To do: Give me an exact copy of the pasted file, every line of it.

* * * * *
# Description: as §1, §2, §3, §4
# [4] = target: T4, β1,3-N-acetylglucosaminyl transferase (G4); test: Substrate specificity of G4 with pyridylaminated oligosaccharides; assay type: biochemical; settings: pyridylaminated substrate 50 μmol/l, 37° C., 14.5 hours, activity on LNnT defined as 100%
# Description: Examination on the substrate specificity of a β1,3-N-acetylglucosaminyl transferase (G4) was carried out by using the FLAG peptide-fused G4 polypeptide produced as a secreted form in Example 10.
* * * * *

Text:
# Description: as §1, §2, §3, §4
# [4] = target: T4, β1,3-N-acetylglucosaminyl transferase (G4); test: Substrate specificity of G4 with pyridylaminated oligosaccharides; assay type: biochemical; settings: pyridylaminated substrate 50 μmol/l, 37° C., 14.5 hours, activity on LNnT defined as 100%
# Description: Examination on the substrate specificity of a β1,3-N-acetylglucosaminyl transferase (G4) was carried out by using the FLAG peptide-fused G4 polypeptide produced as a secreted form in Example 10.